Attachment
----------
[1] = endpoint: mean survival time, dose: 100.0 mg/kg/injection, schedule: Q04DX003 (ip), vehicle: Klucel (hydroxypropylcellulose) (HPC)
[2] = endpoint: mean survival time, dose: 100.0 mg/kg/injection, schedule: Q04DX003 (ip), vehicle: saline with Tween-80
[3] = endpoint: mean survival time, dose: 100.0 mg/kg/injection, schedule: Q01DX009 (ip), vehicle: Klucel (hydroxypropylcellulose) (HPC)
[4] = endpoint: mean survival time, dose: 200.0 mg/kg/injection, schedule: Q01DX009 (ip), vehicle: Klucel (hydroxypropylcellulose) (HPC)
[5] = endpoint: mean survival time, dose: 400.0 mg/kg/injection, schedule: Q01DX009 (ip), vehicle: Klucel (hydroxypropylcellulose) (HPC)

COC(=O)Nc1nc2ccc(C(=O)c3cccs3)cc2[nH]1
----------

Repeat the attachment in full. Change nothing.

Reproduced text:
[1] = endpoint: mean survival time, dose: 100.0 mg/kg/injection, schedule: Q04DX003 (ip), vehicle: Klucel (hydroxypropylcellulose) (HPC)
[2] = endpoint: mean survival time, dose: 100.0 mg/kg/injection, schedule: Q04DX003 (ip), vehicle: saline with Tween-80
[3] = endpoint: mean survival time, dose: 100.0 mg/kg/injection, schedule: Q01DX009 (ip), vehicle: Klucel (hydroxypropylcellulose) (HPC)
[4] = endpoint: mean survival time, dose: 200.0 mg/kg/injection, schedule: Q01DX009 (ip), vehicle: Klucel (hydroxypropylcellulose) (HPC)
[5] = endpoint: mean survival time, dose: 400.0 mg/kg/injection, schedule: Q01DX009 (ip), vehicle: Klucel (hydroxypropylcellulose) (HPC)

COC(=O)Nc1nc2ccc(C(=O)c3cccs3)cc2[nH]1